Locks up while running Sidekiq after migration


I’ve been trying to import my vBulletin forum into Discourse for a while now. I’ve been following this guide: Importing from vBulletin 4.

I’m running the product on my Macbook using the Vagrant image as described on discourse/VAGRANT.md at master · discourse/discourse · GitHub.

I’ve managed to finish the main database import after about 56 hours (~750K posts, ~10K users), but I’m running into trouble in the sidekiq task. It’s queued up 2 million tasks, and while it starts off right (cpu usage of the host going to 400%), it seems to just lock up after a while; host CPU usage is at exactly 100%, and the Vagrant image becomes unresponsive - can’t exit the main discourse process, can’t exit Sidekiq, and htop (which I had also running in screen) was just as unresponsible.

I’ve run it again, this time not starting the main Discourse process and having htop in the foreground. It’s done it again, this is the last what I can see in htop:

Nothing major, just a lot of processes running at low speeds, not even high CPU usage, but it’s still frozen.

Is this an issue in the software somewhere, or is this a known problem when running in Vagrant? Should I just get the whole thing set up locally? Or are there tricks to making this work?

Some technical details: Virtualbox gets access to 8 CPUs (autodetected by vagrant; I have 4 physical cpu cores, 8 with hyperthreading) and 4 GB of memory, a late 2013 model Macbook Pro. I’ve tweaked the database and sidekiq settings so that the DB has a pool of 25 and sidekiq a parallelism of 10 (-c argument).

It looks like it’s in a deadlock of sorts.

I’m running the HEAD commit of the main discourse repo, commit b963307 from about a week ago.

Any configuration tweaks I can do to help fix this?

(Jay Pfaffman) #2

Does it start going again if you kill and restart it?


Yeah it seems to pick up where it left off, but after about half an hour I think? It just stops again.

(Matt Palmer) #4

OOOH! OOOH! I think I know this one!

Check /var/docker/shared/standalone/log/rails/*.log for mentions of Redis::TimeoutError. If they’re in there, you’ve probably hit this doozy of a Docker bug. The workaround is to restart Docker (service docker restart) and the problem seems to go away.


@mpalmer I did see that one pass by, but I’m not running the thing in Docker atm, but in Virtualbox (using the Vagrant developer setup). It might still be the same issue I guess, where’s the log file when you’re in development mode? I did see a develpment.log file, but it only has some SQL queries in it, nothing about Redis or whatever.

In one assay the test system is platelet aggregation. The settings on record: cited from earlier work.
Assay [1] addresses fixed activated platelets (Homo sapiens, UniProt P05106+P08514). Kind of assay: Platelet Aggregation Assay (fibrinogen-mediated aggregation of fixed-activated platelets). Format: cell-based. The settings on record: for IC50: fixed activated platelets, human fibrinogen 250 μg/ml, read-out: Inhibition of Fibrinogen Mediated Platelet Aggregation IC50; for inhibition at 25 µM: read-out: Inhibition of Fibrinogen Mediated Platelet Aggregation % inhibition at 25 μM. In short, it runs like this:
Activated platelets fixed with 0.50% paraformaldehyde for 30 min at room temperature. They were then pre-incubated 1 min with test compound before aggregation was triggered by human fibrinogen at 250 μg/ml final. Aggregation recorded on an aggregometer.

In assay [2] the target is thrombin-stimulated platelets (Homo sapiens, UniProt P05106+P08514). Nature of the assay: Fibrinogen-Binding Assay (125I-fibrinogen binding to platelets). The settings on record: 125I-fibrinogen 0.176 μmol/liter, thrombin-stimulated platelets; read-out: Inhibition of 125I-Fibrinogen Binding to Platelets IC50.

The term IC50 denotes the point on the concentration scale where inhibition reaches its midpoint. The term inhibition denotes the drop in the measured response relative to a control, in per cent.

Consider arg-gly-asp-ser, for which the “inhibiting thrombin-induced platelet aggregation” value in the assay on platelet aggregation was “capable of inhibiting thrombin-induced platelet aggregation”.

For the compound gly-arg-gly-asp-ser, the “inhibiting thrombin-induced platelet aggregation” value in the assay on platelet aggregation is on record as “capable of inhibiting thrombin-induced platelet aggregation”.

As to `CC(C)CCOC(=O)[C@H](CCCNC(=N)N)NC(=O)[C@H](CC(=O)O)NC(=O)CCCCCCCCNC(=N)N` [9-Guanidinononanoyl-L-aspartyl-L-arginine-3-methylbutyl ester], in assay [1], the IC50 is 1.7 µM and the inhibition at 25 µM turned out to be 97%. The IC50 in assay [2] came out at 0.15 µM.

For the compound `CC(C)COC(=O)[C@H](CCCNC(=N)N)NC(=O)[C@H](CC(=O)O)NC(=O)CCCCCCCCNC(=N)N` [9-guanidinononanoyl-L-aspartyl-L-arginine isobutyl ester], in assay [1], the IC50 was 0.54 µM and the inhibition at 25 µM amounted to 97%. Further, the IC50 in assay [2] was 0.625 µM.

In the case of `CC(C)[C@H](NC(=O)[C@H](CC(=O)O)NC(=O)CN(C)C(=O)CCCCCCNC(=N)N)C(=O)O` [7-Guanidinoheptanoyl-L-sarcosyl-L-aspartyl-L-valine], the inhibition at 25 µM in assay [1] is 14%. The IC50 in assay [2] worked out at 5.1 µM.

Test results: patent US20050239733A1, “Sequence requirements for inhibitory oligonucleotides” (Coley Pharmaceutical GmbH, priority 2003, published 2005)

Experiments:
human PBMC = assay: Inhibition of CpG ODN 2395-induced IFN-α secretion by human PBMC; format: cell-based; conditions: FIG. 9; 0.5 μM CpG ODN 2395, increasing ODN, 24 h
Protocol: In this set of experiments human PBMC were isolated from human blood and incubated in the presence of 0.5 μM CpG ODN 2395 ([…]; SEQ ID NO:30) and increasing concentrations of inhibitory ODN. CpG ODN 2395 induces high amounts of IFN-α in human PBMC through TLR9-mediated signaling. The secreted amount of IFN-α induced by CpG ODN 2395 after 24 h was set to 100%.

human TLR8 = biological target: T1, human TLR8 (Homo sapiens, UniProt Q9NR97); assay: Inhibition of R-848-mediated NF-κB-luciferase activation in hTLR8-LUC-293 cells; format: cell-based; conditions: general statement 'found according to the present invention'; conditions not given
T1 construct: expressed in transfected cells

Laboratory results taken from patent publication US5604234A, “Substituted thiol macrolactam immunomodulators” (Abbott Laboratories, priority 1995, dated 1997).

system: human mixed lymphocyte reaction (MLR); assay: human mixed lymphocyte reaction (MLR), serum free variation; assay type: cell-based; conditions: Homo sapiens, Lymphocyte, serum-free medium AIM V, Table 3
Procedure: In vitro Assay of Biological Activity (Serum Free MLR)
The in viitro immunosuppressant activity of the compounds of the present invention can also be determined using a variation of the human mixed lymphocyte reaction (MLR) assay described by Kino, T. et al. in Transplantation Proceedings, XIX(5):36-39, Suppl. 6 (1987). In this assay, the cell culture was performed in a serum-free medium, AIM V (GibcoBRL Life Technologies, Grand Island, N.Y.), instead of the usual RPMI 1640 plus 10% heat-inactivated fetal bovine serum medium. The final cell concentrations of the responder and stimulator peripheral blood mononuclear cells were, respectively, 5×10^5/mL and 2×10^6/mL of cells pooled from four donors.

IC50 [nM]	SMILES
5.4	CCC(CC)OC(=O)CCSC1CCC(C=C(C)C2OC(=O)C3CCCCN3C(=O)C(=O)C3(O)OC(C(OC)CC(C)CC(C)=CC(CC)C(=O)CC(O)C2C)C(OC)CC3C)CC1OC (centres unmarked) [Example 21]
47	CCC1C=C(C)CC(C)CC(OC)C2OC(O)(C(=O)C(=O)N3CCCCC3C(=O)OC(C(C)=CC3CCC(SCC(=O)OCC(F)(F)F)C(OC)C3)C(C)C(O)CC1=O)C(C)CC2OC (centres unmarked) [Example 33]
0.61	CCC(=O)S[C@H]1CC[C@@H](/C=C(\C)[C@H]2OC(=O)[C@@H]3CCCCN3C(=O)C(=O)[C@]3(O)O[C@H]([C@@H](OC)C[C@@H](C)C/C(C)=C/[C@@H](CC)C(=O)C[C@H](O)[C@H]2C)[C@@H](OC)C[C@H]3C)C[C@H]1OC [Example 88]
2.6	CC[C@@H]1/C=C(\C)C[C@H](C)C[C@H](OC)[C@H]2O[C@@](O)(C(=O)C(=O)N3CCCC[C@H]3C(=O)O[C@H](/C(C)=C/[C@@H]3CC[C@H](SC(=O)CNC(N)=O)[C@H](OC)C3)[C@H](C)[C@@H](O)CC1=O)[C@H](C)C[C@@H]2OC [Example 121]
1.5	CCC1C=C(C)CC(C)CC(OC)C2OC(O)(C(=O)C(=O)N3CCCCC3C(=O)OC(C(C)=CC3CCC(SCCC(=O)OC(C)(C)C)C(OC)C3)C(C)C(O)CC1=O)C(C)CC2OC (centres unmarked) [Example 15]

I did just go and find the Redis log though, and behold!

1527:M 24 Dec 07:14:55.453 # You requested maxclients of 10000 requiring at least 10032 max file descriptors.
1527:M 24 Dec 07:14:55.457 # Redis can't set maximum open files to 10032 because of OS error: Operation not permitted.
1527:M 24 Dec 07:14:55.457 # Current maximum open files is 4096. maxclients has been reduced to 4064 to compensate for low ulimit. If you need higher maxclients increase 'ulimit -n'.

Looks like Redis is trying to up the file descriptors itself, but isn’t allowed to. No available file descriptors would make sense. However, cat /proc/sys/fs/file-max returns 811535 as a value, which should be high enough. Also I think this might just be logged on shutdown; regular redis logging while it’s doing work is this:

9624:C 22 Dec 14:22:27.188 * RDB: 98 MB of memory used by copy-on-write
1292:M 22 Dec 14:22:27.246 * Background saving terminated with success
1292:M 22 Dec 14:23:28.021 * 10000 changes in 60 seconds. Saving...
1292:M 22 Dec 14:23:28.023 * Background saving started by pid 9821
9821:C 22 Dec 14:23:33.794 * DB saved on disk
9821:C 22 Dec 14:23:33.794 * RDB: 98 MB of memory used by copy-on-write
1292:M 22 Dec 14:23:33.831 * Background saving terminated with success
1292:M 22 Dec 14:24:34.016 * 10000 changes in 60 seconds. Saving...
1292:M 22 Dec 14:24:34.018 * Background saving started by pid 10033

Also when starting up Redis gives these warnings:

1527:M 24 Dec 07:14:55.458 # WARNING: The TCP backlog setting of 511 cannot be enforced because /proc/sys/net/core/somaxconn is set to the lower value of 128.
1527:M 24 Dec 07:14:55.458 # Server started, Redis version 3.0.7
1527:M 24 Dec 07:14:55.458 # WARNING overcommit_memory is set to 0! Background save may fail under low memory condition. To fix this issue add 'vm.overcommit_memory = 1' to /etc/sysctl.conf and then reboot or run the command 'sysctl vm.overcommit_memory=1' for this to take effect.
1527:M 24 Dec 07:14:55.458 # WARNING you have Transparent Huge Pages (THP) support enabled in your kernel. This will create latency and memory usage issues with Redis. To fix this issue run the command 'echo never > /sys/kernel/mm/transparent_hugepage/enabled' as root, and add it to your /etc/rc.local in order to retain the setting after a reboot. Redis must be restarted after THP is disabled.

For the first warning, TCP backlog settings, I’ve added sysctl -w net.core.somaxconn=65535 to /etc/rc.local as described on WARNING: /proc/sys/net/core/somaxconn is set to the lower value of 128. · Issue #35 · docker-library/redis · GitHub.
I’ve added vm.overcommit_memory = 1 to /etc/sysctl.conf and disabled transparent huge pages; warnings on startup disappear. Let’s see what happens.


So far so good; it’s ran for an hour and a half now and it’s still going; virtualbox cpu usage is 200-400% in the host, and it seems to be doing a couple dozen tasks a minute. Not very fast (considering it has to do 2 million of them), but hey, it works for now.


Nope; it did last longer this time, but still running into the deadlock situation after approx 2 hours. I’ll just run / install it native then. May put that as advice in the Vagrant documentation, just in case anyone else tries to do this.